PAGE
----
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Detroit News Pistons beat writer talks about Stan Van Gundy addressing protest movement sweeping NFL and NBA as well as the team's playing roster as it opens training camp this week.

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Auburn Hills — Summer generally is the most critical time of the year for NBA players. Many split their time between fine-tuning their games, playing pick-up ball and taking much-needed vacations to rejuvenate before things ramp up again in preparation for training camp in the fall.

Pistons' Reggie Jackson didn’t get to enjoy his summer the same way.

Because of the tendinitis issues with his left knee dating back to last season, Jackson stayed off the court, instead working with Pistons physical therapist Mark Cranston and medical staff, adhering to a stringent 16-week protocol to help strengthen his knee and ease the wear-and-tear on his body.

That basketball inactivity was almost as painful for Jackson as the knee was last season, when he estimated his health was at about “75 or 80 percent” after he missed the first 21 games and coach Stan Van Gundy shut Jackson down for the final nine games of the season.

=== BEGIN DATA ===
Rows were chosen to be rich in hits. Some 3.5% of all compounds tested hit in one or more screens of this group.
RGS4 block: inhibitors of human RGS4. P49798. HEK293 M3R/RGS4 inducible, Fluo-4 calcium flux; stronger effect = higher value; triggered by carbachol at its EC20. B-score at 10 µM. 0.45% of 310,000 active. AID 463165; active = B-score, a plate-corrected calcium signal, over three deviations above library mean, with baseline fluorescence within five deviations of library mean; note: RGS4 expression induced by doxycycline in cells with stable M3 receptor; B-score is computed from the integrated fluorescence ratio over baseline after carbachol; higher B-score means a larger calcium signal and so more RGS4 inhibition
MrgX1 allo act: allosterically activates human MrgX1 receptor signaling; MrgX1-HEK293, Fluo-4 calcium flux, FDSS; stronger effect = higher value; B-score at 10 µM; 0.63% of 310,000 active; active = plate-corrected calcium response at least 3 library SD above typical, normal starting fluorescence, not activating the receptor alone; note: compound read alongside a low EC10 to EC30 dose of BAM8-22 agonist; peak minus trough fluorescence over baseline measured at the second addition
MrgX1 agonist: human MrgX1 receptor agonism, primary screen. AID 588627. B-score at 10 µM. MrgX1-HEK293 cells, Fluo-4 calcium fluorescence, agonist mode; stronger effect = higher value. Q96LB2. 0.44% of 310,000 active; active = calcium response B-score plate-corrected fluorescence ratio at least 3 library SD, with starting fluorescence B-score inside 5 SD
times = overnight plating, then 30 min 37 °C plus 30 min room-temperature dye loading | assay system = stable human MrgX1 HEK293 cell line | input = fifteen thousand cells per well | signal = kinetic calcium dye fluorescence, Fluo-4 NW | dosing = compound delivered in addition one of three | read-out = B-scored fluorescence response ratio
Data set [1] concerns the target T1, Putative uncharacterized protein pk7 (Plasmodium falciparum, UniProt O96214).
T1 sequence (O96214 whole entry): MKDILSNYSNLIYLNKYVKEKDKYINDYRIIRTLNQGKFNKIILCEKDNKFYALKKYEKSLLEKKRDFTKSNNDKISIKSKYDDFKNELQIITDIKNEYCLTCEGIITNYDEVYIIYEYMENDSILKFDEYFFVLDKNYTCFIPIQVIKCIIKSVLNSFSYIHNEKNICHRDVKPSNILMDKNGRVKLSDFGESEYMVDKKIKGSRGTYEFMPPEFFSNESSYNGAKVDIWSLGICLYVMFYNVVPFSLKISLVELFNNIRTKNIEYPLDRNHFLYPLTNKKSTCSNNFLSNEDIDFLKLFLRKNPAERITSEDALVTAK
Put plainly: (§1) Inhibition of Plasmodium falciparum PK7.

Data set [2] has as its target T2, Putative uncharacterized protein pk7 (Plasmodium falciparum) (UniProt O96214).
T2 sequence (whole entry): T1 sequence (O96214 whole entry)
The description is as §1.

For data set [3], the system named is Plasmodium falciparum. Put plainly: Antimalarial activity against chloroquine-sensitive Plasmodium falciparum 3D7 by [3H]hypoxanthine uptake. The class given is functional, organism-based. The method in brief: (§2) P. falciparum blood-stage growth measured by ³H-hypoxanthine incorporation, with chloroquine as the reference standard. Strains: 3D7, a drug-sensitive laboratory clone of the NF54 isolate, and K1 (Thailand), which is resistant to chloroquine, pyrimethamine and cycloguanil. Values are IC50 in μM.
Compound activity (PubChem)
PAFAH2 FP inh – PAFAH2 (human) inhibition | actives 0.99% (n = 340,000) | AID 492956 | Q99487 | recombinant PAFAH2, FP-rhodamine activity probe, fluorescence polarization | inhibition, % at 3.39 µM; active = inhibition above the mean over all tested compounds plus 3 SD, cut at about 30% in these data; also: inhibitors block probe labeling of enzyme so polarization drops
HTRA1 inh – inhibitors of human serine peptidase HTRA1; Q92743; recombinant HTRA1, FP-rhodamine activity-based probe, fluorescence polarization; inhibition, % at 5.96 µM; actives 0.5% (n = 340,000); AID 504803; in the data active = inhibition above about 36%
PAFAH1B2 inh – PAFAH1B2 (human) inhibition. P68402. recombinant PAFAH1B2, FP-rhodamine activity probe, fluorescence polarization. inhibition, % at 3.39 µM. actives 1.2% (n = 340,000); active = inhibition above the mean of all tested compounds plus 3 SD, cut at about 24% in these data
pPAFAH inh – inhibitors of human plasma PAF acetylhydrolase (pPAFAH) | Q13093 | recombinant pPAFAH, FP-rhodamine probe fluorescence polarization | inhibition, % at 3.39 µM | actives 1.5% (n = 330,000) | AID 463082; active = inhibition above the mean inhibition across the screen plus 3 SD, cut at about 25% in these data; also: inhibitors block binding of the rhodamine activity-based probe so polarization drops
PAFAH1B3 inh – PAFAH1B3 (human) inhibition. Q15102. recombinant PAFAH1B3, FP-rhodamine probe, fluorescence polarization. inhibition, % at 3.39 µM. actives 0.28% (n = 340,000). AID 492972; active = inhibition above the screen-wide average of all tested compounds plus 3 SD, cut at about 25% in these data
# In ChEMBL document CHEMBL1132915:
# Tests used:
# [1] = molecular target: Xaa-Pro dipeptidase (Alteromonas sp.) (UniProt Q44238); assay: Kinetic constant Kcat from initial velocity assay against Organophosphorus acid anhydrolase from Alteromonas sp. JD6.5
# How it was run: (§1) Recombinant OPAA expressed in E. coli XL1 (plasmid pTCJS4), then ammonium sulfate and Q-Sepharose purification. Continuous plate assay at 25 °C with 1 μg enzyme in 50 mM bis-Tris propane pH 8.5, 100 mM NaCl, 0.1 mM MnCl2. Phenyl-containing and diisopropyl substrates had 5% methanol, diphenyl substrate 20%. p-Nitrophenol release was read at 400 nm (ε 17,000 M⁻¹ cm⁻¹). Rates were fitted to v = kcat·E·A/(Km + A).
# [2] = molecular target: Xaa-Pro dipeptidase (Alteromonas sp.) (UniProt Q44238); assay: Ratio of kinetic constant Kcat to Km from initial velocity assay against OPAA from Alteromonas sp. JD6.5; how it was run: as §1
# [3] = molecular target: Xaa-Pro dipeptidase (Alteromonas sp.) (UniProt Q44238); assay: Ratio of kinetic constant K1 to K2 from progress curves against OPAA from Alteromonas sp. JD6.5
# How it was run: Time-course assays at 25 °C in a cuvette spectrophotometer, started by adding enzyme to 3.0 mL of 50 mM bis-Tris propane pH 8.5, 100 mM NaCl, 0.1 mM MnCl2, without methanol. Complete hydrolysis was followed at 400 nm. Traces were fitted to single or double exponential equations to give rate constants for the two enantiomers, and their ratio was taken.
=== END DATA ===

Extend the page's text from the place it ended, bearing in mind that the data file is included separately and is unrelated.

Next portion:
“It’s been a very different and difficult summer for me. I love to be on the court and feel like I’m getting better when I’m putting shots up, but I guess (resting) is a different way to get better,” Jackson told The Detroit News last week. “I have to get better physically by taking less mileage on (my knee) and taking time off. It started to get fun to not touch a ball.”

Jackson’s dormancy was difficult, both mentally and physically. The most he was able to do was put up shots off one foot or take set shots — no cuts, no hard running, no jump shots.

Sixteen weeks is a long time to be in a basketball purgatory — almost like Han Solo being frozen in carbonite — but Jackson tried to take his mind off basketball by binge-watching TV shows and movies and by reading.

One of his selections was an old classic that turned into a fun read. That helped bring some of the joy back for him.

“It was interesting to me to read Tom Sawyer. I had never read it and you hear about it a lot,” Jackson said. “It reminded me about shenanigans and everything each kid gets into and it was fun to read a book like that and reminiscing about my childhood and taking my mind off basketball. Not touching a ball actually will help me come back.”